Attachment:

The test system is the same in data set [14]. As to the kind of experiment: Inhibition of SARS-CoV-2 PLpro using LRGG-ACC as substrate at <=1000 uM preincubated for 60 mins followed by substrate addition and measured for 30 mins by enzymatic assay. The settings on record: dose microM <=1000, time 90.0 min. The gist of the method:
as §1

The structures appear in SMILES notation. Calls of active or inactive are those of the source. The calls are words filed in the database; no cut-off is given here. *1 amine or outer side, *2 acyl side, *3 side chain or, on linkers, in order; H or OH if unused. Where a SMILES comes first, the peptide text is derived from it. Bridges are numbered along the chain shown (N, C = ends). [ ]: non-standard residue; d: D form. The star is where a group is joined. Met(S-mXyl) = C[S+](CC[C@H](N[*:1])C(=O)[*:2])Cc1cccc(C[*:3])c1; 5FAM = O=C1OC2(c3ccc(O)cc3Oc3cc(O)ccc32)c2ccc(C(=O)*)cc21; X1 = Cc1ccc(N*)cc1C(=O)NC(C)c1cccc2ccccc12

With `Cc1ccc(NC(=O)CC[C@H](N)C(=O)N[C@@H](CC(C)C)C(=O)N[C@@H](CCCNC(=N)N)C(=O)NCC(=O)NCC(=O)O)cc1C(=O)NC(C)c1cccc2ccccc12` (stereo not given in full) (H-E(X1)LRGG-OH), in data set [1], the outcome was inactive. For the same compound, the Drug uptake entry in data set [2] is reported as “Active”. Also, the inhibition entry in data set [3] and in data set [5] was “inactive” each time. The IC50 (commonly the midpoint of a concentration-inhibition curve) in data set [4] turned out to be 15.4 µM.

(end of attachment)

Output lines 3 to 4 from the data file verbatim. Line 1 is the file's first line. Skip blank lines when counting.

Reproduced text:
The structures appear in SMILES notation. Calls of active or inactive are those of the source. The calls are words filed in the database; no cut-off is given here. *1 amine or outer side, *2 acyl side, *3 side chain or, on linkers, in order; H or OH if unused. Where a SMILES comes first, the peptide text is derived from it. Bridges are numbered along the chain shown (N, C = ends). [ ]: non-standard residue; d: D form. The star is where a group is joined. Met(S-mXyl) = C[S+](CC[C@H](N[*:1])C(=O)[*:2])Cc1cccc(C[*:3])c1; 5FAM = O=C1OC2(c3ccc(O)cc3Oc3cc(O)ccc32)c2ccc(C(=O)*)cc21; X1 = Cc1ccc(N*)cc1C(=O)NC(C)c1cccc2ccccc12

With `Cc1ccc(NC(=O)CC[C@H](N)C(=O)N[C@@H](CC(C)C)C(=O)N[C@@H](CCCNC(=N)N)C(=O)NCC(=O)NCC(=O)O)cc1C(=O)NC(C)c1cccc2ccccc12` (stereo not given in full) (H-E(X1)LRGG-OH), in data set [1], the outcome was inactive. For the same compound, the Drug uptake entry in data set [2] is reported as “Active”. Also, the inhibition entry in data set [3] and in data set [5] was “inactive” each time. The IC50 (commonly the midpoint of a concentration-inhibition curve) in data set [4] turned out to be 15.4 µM.